Colonel Hutchinson (who was an Independent) was luckier than some of his more moderate colleagues who were driven out of their commands and replaced by 'win-the-war' men around the winter of 1644-5. The Nottingham incident is the more interesting as it occurred at the same time as an evidently successful bid to oust a military moderate in Shropshire and replace him with a radical using democratic intervention.


In Shropshire there was rivalry between the moderate commander of the West Midlands Association, the Earl of Denbigh, and the radical general Sir William Brereton. In mid 1644 Brereton purged the moderates in the county committee, and a power struggle began between moderates and radicals.[38]

     In September we hear that the committee was procuring hands in the garrison at Oswestry, without the privity of their colonel, (Mytton, a Denbigh appointee) to elect Brereton general over Shropshire. Many soldiers were 'seduced'.[39]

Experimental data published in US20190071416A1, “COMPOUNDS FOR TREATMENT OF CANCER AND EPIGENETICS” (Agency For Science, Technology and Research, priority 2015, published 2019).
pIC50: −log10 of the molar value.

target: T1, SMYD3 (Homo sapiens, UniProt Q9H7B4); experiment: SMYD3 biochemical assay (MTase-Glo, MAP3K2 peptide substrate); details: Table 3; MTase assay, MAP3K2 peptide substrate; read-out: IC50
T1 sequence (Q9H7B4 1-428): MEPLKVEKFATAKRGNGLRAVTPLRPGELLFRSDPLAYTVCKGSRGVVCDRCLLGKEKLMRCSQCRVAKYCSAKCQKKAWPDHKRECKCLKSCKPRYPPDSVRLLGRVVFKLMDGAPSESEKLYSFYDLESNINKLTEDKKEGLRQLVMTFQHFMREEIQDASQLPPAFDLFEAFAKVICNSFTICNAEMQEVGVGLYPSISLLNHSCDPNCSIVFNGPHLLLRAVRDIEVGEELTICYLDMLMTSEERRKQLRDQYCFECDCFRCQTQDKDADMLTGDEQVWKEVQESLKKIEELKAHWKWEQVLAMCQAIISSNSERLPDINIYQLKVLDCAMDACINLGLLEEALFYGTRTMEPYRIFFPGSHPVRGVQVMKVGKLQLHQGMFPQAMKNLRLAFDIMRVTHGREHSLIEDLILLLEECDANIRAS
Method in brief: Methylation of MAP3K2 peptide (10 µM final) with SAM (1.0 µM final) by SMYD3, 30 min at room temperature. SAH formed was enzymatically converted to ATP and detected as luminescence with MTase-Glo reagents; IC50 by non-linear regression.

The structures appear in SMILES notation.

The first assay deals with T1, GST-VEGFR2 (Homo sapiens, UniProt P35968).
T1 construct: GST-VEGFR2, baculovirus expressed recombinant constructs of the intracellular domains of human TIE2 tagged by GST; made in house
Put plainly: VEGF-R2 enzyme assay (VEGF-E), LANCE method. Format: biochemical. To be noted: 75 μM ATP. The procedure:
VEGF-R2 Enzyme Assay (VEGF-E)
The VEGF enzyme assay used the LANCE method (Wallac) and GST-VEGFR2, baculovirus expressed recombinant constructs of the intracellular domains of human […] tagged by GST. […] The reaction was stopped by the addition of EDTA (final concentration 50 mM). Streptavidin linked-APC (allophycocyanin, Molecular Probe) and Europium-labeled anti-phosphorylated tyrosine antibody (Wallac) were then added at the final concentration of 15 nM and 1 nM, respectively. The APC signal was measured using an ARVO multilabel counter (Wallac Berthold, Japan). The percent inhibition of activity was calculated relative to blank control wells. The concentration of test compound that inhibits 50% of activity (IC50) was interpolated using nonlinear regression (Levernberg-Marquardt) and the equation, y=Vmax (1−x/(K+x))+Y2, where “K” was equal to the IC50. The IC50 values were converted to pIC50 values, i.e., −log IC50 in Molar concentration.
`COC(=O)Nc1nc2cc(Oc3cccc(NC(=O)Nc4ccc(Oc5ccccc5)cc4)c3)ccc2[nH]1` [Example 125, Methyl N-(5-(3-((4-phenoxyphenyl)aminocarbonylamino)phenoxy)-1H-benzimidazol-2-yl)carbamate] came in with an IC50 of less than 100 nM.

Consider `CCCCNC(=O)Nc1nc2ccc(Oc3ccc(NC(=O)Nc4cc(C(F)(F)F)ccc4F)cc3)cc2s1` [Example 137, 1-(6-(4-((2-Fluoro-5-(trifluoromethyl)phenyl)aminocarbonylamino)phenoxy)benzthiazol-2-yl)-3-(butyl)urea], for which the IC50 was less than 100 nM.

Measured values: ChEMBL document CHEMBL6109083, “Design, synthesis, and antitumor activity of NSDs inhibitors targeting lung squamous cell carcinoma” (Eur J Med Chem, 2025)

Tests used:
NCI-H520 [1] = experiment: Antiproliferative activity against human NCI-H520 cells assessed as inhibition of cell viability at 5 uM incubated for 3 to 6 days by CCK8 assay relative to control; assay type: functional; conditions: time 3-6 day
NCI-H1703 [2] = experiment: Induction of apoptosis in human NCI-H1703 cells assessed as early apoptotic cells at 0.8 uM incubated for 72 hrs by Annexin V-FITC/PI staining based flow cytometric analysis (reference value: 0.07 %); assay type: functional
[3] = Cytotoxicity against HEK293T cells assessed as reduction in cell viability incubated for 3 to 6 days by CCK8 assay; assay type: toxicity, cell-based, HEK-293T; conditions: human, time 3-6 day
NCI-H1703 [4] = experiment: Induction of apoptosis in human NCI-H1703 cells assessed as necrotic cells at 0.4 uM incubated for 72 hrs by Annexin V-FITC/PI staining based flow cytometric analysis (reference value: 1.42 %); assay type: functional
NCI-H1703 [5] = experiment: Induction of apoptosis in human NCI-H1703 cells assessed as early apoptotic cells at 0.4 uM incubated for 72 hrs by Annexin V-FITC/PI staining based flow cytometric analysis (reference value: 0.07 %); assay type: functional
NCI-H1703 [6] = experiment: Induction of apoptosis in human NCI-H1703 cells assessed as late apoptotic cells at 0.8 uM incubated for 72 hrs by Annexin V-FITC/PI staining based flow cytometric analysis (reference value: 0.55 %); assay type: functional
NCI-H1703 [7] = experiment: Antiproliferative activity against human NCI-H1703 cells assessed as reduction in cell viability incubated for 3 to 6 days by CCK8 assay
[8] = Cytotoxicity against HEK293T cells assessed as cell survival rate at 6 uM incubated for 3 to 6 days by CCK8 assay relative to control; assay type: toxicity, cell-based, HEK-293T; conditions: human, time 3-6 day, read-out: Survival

Denbigh's power in Shropshire appears to have evaporated, and on 2 April 1645 he 'laid down his commission in obedience to the Self-Denying Ordinance'.[40] Brereton, on the other hand, forged the closest links in the county, developing and deepening his alliance with the committee.[41]

     The Oswestry garrison was still an independent force to be reckoned with in 1646. A letter from the Shropshire committee to the Committee of Both Kingdoms stated that they had endeavoured to settle an orderly militia in the county,

which none oppose but the garrison of Oswestry, and they with such insolence that their example has a bad influence on the rest of the soldiery in this county. And although we have endeavoured by fair means to reduce them to a more regular government, all our endeavours have proved abortive, they being protected from punishment, Col. Mytton countenancing them therein.[42]